The Consumer Data Right was one of 41 recommendations from the Productivity Commission’s Data Availability and Use Inquiry, tabled in parliament in May this year.

The Government’s formal response to the inquiry will be published in coming weeks.

“It won’t be far down the track when you can simply tap your smartphone to switch from one bank to another, to a cheaper internet plan, or between energy companies.

Government is lifting the lid on competition in consumer services and technology is the enabler,” Assistant Minister Taylor said.

Following on from the Prime Minister’s recent agreement with electricity retailers, and the Treasurer’s open banking initiative, the Consumer Data Right will be established sector-by-sector, beginning in the banking, energy and telecommunications sectors.

Utilities will be required to provide standard, comparable, easy-to-read digital information, that third parties can readily access. New Commonwealth legislation to give effect to these reforms will be brought forward in 2018. [my yellow highlighting]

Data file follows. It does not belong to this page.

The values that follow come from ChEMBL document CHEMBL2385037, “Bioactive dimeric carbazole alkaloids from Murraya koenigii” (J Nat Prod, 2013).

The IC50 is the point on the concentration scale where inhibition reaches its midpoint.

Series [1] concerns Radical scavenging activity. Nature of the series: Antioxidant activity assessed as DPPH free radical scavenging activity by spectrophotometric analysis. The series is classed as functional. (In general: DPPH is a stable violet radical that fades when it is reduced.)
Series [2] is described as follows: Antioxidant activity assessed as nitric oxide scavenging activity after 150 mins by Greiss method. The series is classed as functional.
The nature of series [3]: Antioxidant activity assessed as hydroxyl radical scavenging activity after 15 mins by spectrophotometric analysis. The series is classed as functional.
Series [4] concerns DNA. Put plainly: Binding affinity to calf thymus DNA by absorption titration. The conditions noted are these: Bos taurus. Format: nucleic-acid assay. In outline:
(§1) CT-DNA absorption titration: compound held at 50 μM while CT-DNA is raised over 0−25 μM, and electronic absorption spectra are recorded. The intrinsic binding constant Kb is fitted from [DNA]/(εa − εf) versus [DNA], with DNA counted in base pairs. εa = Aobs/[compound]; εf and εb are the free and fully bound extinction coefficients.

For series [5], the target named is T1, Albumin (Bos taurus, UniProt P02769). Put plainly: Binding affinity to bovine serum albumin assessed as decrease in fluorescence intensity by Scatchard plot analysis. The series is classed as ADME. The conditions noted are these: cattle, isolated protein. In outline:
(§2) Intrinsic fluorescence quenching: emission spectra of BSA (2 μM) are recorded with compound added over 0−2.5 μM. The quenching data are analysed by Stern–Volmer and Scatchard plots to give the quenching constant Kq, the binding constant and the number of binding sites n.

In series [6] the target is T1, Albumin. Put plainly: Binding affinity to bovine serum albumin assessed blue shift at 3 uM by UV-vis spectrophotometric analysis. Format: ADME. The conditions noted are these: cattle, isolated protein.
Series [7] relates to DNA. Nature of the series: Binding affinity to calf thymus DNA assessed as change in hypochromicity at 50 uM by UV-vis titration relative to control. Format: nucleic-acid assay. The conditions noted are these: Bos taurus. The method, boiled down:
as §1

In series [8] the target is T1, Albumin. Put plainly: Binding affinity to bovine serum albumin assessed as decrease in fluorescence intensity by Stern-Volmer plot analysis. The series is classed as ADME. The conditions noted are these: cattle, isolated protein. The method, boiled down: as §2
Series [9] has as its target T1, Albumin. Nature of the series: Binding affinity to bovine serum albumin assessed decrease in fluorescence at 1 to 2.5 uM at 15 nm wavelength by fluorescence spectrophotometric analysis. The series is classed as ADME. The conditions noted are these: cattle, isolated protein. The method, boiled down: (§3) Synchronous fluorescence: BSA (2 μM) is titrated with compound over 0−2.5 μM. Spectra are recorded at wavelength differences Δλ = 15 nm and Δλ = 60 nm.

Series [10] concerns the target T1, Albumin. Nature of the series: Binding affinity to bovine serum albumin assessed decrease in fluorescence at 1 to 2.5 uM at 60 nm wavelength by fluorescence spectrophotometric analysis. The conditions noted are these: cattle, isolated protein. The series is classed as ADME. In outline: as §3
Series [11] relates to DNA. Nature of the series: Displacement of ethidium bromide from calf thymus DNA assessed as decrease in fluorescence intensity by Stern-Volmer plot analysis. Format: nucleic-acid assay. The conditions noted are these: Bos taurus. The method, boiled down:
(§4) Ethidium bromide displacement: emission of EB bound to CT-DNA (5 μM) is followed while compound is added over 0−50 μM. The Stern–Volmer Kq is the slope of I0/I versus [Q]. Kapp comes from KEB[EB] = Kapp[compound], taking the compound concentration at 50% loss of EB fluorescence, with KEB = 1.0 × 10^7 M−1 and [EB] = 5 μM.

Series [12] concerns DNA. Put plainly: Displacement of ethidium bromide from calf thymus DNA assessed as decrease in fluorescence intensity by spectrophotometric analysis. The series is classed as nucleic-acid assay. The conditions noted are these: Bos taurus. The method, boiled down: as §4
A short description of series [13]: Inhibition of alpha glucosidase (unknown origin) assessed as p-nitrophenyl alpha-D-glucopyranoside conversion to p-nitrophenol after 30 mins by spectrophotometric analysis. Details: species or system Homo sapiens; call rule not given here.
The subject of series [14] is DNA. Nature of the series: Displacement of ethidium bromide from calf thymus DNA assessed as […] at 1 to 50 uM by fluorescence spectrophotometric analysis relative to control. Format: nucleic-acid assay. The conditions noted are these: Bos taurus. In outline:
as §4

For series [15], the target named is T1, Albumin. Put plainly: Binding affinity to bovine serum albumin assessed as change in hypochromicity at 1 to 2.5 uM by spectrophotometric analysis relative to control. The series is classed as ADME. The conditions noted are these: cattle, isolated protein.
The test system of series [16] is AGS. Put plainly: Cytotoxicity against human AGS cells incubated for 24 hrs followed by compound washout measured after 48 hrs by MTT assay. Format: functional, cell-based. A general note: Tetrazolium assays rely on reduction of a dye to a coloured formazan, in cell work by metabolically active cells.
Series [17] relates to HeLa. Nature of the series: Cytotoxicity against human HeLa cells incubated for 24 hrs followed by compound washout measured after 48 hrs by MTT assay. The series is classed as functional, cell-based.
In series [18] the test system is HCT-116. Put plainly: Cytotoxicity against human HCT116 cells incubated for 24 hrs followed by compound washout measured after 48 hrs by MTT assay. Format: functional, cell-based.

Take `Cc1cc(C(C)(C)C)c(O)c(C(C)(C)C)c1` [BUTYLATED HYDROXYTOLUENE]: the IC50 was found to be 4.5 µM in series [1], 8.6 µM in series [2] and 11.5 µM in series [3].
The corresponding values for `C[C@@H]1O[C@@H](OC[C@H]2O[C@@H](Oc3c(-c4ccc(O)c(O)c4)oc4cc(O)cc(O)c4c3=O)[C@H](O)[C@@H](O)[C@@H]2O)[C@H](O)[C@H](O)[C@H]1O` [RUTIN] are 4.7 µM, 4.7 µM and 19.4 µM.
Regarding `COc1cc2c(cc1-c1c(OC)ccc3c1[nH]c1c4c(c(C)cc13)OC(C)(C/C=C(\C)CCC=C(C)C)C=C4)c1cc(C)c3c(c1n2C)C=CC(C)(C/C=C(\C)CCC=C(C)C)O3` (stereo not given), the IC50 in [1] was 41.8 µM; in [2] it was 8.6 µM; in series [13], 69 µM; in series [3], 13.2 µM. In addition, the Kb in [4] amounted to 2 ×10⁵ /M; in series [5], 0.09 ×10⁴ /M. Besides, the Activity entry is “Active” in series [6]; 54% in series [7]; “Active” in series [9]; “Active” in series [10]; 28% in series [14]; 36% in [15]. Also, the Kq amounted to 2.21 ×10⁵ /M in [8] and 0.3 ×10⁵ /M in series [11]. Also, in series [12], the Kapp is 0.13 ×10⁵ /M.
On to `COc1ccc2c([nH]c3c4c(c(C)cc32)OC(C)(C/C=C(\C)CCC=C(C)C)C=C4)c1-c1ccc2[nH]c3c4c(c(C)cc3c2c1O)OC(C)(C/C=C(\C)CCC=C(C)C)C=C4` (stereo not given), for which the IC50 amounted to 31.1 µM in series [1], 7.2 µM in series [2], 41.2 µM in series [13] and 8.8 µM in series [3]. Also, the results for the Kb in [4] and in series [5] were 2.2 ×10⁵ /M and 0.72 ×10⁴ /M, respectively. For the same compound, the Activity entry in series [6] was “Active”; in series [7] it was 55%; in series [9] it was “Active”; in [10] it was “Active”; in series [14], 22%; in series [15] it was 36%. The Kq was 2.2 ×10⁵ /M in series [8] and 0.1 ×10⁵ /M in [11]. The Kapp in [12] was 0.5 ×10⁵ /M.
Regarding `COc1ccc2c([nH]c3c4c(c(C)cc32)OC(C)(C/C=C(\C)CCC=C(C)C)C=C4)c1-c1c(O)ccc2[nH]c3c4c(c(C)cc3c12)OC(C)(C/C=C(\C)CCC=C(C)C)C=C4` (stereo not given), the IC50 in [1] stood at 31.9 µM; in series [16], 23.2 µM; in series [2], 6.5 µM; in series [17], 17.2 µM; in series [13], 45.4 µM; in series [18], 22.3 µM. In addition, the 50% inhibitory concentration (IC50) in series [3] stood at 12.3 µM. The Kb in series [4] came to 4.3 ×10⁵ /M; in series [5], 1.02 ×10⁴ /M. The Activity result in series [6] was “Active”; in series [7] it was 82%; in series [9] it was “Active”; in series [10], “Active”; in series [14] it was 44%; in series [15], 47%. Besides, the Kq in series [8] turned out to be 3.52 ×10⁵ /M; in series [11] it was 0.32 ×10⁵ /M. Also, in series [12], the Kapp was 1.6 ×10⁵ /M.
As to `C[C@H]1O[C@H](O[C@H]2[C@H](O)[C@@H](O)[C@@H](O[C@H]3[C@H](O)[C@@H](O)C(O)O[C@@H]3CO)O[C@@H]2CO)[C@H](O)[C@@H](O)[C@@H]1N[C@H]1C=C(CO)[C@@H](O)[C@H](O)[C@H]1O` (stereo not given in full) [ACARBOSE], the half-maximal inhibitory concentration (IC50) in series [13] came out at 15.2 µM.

Take a minute to feel good about this.

Then realise that not all the publicly or privately held digital data retained about you will actually be ‘owned’ by you.

If anything it appears that individuals will have a limited joint right to certain data and what access to data they have will probably attract a fee to view and/or download.

It is also likely that data held about you by the banking, energy, phone and internet sectors will be transferred to third parties even when you prefer this didn't happen. It may become a condition of changing service providers as it will likely give the new provider a wealth of information about you and your credit rating.